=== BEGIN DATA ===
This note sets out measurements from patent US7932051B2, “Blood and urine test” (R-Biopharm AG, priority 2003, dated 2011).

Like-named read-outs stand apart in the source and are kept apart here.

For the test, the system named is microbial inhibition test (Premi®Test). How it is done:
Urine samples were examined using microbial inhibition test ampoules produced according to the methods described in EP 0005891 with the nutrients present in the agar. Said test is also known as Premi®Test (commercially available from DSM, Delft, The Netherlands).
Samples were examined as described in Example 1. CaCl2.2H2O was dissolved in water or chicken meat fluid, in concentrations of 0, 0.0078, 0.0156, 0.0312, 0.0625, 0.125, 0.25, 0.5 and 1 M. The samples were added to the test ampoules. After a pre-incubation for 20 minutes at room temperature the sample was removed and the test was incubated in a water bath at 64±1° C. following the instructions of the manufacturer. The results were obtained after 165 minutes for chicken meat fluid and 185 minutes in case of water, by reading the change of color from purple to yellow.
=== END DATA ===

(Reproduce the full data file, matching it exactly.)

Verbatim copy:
This note sets out measurements from patent US7932051B2, “Blood and urine test” (R-Biopharm AG, priority 2003, dated 2011).

Like-named read-outs stand apart in the source and are kept apart here.

For the test, the system named is microbial inhibition test (Premi®Test). How it is done:
Urine samples were examined using microbial inhibition test ampoules produced according to the methods described in EP 0005891 with the nutrients present in the agar. Said test is also known as Premi®Test (commercially available from DSM, Delft, The Netherlands).
Samples were examined as described in Example 1. CaCl2.2H2O was dissolved in water or chicken meat fluid, in concentrations of 0, 0.0078, 0.0156, 0.0312, 0.0625, 0.125, 0.25, 0.5 and 1 M. The samples were added to the test ampoules. After a pre-incubation for 20 minutes at room temperature the sample was removed and the test was incubated in a water bath at 64±1° C. following the instructions of the manufacturer. The results were obtained after 165 minutes for chicken meat fluid and 185 minutes in case of water, by reading the change of color from purple to yellow.